4. Need to know

🏴‍☠️ Early footage from Ubisoft's often delayed pirate game, Skull & Bones, has leaked online — seemingly ahead of an official announcement.

❌ Genshin Impact's 2.7 update has been delayed "due to project progress."

🤔 A former Activision Blizzard employee has filed a complaint with the National Labor Relations Board alleging Epic Games did not hire her due to her involvement with union movements, WaPo reports.

🎮 Xbox's May Games with Gold are Yoku’s Island Express, The Inner World — The Last Wind Monk, Hydro Thunder Hurricane and Viva Piñata Party Animals.

5. Worthy of your attention

  • A walk through the end with Naoki Yoshia (Ash Parrish, The Verge)
“With how cleanly Endwalker reaches its conclusion, there may be people out there who feel uncertain about future adventures,” he said. “That’s precisely why I had Emet-Selch take on the role of chiding like, ‘What’s with that lonely look, as though you know and have adventured through everything there is to see in the world? That’s nonsense, there are so many views you’ve yet to see. I’ve seen them; now you go see them, too.’”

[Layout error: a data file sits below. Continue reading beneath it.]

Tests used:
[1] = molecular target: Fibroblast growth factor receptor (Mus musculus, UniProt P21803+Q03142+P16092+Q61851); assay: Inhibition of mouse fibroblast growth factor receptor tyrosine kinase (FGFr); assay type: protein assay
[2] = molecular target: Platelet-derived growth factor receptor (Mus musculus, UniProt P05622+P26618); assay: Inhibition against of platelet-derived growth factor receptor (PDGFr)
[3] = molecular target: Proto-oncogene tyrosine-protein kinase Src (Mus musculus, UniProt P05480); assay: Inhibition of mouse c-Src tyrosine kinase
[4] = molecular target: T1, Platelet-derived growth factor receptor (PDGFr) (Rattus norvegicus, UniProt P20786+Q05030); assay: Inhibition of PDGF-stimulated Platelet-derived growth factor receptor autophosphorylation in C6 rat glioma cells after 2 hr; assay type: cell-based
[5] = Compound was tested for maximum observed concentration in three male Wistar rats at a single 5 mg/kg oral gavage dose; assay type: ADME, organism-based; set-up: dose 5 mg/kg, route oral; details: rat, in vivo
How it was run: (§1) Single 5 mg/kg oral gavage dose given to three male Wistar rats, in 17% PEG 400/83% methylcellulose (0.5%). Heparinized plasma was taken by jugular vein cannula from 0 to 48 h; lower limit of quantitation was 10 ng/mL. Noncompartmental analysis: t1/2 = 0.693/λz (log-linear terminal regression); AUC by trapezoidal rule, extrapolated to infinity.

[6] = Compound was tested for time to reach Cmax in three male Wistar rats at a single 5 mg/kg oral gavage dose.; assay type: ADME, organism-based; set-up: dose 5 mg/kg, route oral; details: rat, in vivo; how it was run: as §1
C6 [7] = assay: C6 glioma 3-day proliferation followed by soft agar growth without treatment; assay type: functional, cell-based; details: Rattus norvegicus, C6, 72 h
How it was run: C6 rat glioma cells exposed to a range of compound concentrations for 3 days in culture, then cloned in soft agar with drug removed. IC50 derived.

• The ‘Overwatch 2’ beta hit it big on Twitch. That may not be enough. (Nathan Grayson, WaPo)
The overall effect is that “Overwatch 2” lacks some of the identity of the first. “Overwatch” took clear pride in upending genre conventions, bringing in characters who felt like they just got off a plane from the world of, say, a fighting game. The sequel, meanwhile, seems to be forcing its predecessor’s most outlandish ideas into a more confined box.

6. The one that got away

We've talked a lot about the problem of game preservation and how easy it is for older games to slip away as physical media degrades and digital availability ends. Which makes me wonder: What's the one game you wish you could still play but can't?

Image courtesy of Sony
  • For me, it's 2012 PlayStation Vita/PS3 game Tokyo Jungle. It's a survival action game set in a post-apocalyptic Tokyo, where you play missions as different animals.
  • You start as a Pomeranian (cute!) and unlock other animals, like deer, lions, hippos and so on. It's a balancing act, where you have to attend to your own needs (like hunger) while trying very hard to not get eaten.

Sadly, Sony has never announced a remaster or sequel, despite my many Mario doll sacrifices. I'll keep trying.

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🐦 Find us on Twitter: @megan_nicolett / @stephentotilo.

  • Survival of the hungriest is my specialty.